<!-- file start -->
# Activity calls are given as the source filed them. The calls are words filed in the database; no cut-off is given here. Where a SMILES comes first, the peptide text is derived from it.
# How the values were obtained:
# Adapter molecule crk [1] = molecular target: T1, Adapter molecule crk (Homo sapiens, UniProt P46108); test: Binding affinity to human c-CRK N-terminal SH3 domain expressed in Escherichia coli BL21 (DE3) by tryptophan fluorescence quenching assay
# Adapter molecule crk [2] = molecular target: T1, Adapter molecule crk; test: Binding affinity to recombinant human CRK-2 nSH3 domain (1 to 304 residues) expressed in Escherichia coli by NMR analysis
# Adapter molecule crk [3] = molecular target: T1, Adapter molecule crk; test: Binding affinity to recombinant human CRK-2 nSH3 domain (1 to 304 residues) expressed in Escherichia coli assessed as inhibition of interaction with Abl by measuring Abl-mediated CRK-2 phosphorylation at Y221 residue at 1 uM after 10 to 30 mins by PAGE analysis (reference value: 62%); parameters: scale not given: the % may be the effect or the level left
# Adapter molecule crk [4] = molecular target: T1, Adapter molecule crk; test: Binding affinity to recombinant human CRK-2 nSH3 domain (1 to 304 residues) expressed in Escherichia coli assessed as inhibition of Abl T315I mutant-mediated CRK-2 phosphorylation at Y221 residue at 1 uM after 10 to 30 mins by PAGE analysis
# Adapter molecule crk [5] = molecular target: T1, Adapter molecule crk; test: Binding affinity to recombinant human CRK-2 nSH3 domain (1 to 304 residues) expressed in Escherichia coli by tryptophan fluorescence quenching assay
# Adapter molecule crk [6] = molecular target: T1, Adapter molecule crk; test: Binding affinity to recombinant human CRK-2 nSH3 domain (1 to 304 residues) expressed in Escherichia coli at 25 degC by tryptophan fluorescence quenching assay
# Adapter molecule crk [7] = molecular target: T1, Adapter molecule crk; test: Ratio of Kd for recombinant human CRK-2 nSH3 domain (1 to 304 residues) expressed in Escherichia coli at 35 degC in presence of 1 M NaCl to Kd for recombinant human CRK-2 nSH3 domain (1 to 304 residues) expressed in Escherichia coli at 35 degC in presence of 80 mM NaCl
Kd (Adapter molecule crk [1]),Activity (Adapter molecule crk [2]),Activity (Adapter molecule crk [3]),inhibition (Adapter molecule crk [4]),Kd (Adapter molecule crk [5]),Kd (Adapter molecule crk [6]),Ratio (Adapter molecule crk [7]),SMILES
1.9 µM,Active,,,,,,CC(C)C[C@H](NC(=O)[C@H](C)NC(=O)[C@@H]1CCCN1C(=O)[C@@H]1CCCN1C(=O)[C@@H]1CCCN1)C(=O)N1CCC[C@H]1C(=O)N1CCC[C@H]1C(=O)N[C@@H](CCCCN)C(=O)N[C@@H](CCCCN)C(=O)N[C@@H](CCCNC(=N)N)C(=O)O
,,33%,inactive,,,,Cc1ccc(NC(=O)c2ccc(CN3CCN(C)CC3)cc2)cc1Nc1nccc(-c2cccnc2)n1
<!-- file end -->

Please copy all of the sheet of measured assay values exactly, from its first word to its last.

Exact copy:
# Activity calls are given as the source filed them. The calls are words filed in the database; no cut-off is given here. Where a SMILES comes first, the peptide text is derived from it.
# How the values were obtained:
# Adapter molecule crk [1] = molecular target: T1, Adapter molecule crk (Homo sapiens, UniProt P46108); test: Binding affinity to human c-CRK N-terminal SH3 domain expressed in Escherichia coli BL21 (DE3) by tryptophan fluorescence quenching assay
# Adapter molecule crk [2] = molecular target: T1, Adapter molecule crk; test: Binding affinity to recombinant human CRK-2 nSH3 domain (1 to 304 residues) expressed in Escherichia coli by NMR analysis
# Adapter molecule crk [3] = molecular target: T1, Adapter molecule crk; test: Binding affinity to recombinant human CRK-2 nSH3 domain (1 to 304 residues) expressed in Escherichia coli assessed as inhibition of interaction with Abl by measuring Abl-mediated CRK-2 phosphorylation at Y221 residue at 1 uM after 10 to 30 mins by PAGE analysis (reference value: 62%); parameters: scale not given: the % may be the effect or the level left
# Adapter molecule crk [4] = molecular target: T1, Adapter molecule crk; test: Binding affinity to recombinant human CRK-2 nSH3 domain (1 to 304 residues) expressed in Escherichia coli assessed as inhibition of Abl T315I mutant-mediated CRK-2 phosphorylation at Y221 residue at 1 uM after 10 to 30 mins by PAGE analysis
# Adapter molecule crk [5] = molecular target: T1, Adapter molecule crk; test: Binding affinity to recombinant human CRK-2 nSH3 domain (1 to 304 residues) expressed in Escherichia coli by tryptophan fluorescence quenching assay
# Adapter molecule crk [6] = molecular target: T1, Adapter molecule crk; test: Binding affinity to recombinant human CRK-2 nSH3 domain (1 to 304 residues) expressed in Escherichia coli at 25 degC by tryptophan fluorescence quenching assay
# Adapter molecule crk [7] = molecular target: T1, Adapter molecule crk; test: Ratio of Kd for recombinant human CRK-2 nSH3 domain (1 to 304 residues) expressed in Escherichia coli at 35 degC in presence of 1 M NaCl to Kd for recombinant human CRK-2 nSH3 domain (1 to 304 residues) expressed in Escherichia coli at 35 degC in presence of 80 mM NaCl
Kd (Adapter molecule crk [1]),Activity (Adapter molecule crk [2]),Activity (Adapter molecule crk [3]),inhibition (Adapter molecule crk [4]),Kd (Adapter molecule crk [5]),Kd (Adapter molecule crk [6]),Ratio (Adapter molecule crk [7]),SMILES
1.9 µM,Active,,,,,,CC(C)C[C@H](NC(=O)[C@H](C)NC(=O)[C@@H]1CCCN1C(=O)[C@@H]1CCCN1C(=O)[C@@H]1CCCN1)C(=O)N1CCC[C@H]1C(=O)N1CCC[C@H]1C(=O)N[C@@H](CCCCN)C(=O)N[C@@H](CCCCN)C(=O)N[C@@H](CCCNC(=N)N)C(=O)O
,,33%,inactive,,,,Cc1ccc(NC(=O)c2ccc(CN3CCN(C)CC3)cc2)cc1Nc1nccc(-c2cccnc2)n1